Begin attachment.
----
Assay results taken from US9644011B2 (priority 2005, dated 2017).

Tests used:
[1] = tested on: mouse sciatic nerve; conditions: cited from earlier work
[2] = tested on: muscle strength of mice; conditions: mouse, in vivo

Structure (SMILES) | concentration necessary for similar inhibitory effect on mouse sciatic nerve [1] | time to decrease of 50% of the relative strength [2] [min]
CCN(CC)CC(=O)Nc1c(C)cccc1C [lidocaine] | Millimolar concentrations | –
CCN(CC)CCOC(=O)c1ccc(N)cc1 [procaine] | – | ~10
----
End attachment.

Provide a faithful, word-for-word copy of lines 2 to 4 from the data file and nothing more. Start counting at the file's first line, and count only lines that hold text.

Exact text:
Tests used:
[1] = tested on: mouse sciatic nerve; conditions: cited from earlier work
[2] = tested on: muscle strength of mice; conditions: mouse, in vivo